Are Medications Safe when Breastfeeding?
- Medications and Breast Milk Safety
- How Medications Affect a Breastfeeding Baby?
- Factors to Be Considered while Taking Drugs during Nursing
- General Guidelines for Taking Drugs while Breastfeeding
- Drugs Considered Safe while Breastfeeding
- Drugs Considered Unsafe while Breastfeeding
- Is It Better to Stop Nursing while Taking Drugs?
- Alternative Remedies That Are Safe to Take when Breastfeeding
- Are Herbal Medicines Safe while Breastfeeding?
- Is It Safe to Take The Morning-After Pill when Nursing?
- Is It Safe to Take The Pill when Breastfeeding?
Breastmilk after delivering your child is unavoidable and breastfeeding is highly recommended or even made mandatory by various doctors and healthcare practitioners all across the globe. Making sure your child receives all the early nutrients and antibodies is extremely essential. A risk entails in this regard if the mother is undertaking medicines or drugs to combat certain diseases or as preventive measures for a possible health condition. Since what the mother consumes ends up being had by the baby too, medication needs to be properly supervised to protect the baby from harmful effects.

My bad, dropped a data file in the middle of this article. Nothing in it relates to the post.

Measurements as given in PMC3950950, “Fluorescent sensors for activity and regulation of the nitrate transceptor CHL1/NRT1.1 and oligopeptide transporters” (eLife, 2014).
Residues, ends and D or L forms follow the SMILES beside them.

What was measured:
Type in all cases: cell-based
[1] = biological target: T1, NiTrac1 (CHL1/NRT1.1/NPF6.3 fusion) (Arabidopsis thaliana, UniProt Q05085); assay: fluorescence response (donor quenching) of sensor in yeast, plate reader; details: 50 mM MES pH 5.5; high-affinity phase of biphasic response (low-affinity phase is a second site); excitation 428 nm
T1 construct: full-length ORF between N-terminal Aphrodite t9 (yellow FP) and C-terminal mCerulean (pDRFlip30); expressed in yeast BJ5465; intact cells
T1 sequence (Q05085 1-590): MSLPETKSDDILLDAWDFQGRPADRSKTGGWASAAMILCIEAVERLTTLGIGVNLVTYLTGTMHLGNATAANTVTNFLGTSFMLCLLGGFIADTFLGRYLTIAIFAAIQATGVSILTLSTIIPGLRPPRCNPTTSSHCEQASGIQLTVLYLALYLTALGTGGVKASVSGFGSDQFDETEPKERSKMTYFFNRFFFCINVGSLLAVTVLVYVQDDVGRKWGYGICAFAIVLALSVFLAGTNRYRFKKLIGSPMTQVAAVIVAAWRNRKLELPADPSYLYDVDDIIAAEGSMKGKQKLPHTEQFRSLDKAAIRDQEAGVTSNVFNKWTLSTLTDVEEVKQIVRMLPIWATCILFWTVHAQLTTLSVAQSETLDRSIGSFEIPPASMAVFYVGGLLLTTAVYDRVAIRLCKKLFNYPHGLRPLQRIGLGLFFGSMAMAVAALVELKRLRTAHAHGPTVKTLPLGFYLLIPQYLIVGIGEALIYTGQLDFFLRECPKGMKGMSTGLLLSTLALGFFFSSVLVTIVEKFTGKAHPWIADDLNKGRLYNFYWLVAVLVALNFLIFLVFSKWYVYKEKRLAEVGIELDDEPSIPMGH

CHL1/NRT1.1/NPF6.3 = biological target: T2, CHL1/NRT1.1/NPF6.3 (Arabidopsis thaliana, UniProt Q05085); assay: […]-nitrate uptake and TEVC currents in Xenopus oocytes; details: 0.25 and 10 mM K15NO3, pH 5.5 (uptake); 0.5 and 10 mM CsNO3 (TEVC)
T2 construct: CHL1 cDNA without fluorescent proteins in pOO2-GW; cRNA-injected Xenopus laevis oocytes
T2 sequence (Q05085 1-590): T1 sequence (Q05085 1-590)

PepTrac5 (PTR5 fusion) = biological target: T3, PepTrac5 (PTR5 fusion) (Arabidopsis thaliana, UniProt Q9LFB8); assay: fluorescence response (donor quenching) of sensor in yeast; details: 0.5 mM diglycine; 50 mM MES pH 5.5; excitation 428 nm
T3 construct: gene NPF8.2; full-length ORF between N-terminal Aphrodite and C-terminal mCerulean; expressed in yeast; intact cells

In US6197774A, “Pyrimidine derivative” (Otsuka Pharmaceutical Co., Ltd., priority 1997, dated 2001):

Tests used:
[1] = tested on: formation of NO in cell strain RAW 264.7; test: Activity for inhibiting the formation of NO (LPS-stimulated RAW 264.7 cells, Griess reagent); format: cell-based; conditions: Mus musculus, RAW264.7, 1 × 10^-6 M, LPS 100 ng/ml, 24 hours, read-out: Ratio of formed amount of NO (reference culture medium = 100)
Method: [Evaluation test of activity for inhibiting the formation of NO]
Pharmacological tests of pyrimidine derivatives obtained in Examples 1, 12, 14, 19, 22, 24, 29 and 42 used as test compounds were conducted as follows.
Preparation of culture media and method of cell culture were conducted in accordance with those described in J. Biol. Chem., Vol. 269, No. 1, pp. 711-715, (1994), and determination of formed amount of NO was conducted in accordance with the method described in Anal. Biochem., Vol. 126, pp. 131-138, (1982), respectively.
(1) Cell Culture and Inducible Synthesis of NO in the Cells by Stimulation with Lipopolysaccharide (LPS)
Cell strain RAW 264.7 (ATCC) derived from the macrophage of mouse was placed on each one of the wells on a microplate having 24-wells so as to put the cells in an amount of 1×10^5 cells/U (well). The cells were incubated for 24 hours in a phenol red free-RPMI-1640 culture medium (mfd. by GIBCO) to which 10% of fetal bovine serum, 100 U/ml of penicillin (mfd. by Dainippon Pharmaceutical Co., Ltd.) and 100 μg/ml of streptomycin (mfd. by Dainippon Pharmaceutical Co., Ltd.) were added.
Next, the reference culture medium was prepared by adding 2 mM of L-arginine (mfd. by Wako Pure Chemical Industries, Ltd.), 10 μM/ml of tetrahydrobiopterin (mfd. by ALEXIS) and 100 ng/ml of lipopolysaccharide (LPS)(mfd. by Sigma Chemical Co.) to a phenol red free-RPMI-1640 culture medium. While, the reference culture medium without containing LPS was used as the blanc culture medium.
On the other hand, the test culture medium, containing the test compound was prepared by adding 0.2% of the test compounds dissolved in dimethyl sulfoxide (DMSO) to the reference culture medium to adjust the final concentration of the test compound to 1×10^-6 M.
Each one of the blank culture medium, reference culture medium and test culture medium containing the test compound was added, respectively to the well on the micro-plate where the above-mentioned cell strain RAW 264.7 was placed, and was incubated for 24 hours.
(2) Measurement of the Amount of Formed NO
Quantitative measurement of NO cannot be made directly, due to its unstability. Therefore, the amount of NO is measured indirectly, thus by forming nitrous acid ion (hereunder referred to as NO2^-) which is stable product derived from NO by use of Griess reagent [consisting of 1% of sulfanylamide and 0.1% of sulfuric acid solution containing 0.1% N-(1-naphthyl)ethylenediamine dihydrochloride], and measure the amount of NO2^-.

Medications and Breast Milk Safety
Nowadays, most of the medicines that are usually consumed are considered safe for a lactating mother as well as her child. These will enter the breastmilk no doubt but have a less probability of affecting the little one in an unwanted way. Most pharmacists and drug stores might be aware of these medicines already. Nevertheless, it is always recommended to double check with your doctor, especially if you are purchasing any over-the-counter medication without a prescription.
How Medications Affect a Breastfeeding Baby?
In certain cases, a baby’s body might accommodate the medication within itself and, at other times, might end up reacting adversely to the same medicine as well. This is all dependent on a variety of variables ranging from the brand of the medication, the amount of dosage consumed as well as the way the mother has been medicated, either orally or intravenously and so on. While some medicines can affect the baby directly, leading to fussiness, diarrhoea, nausea and other side effects, at times, the medication can impact the production of breast milk in the lactating mother, too, resulting in lowered breast milk production and impacting the weight gain of the baby.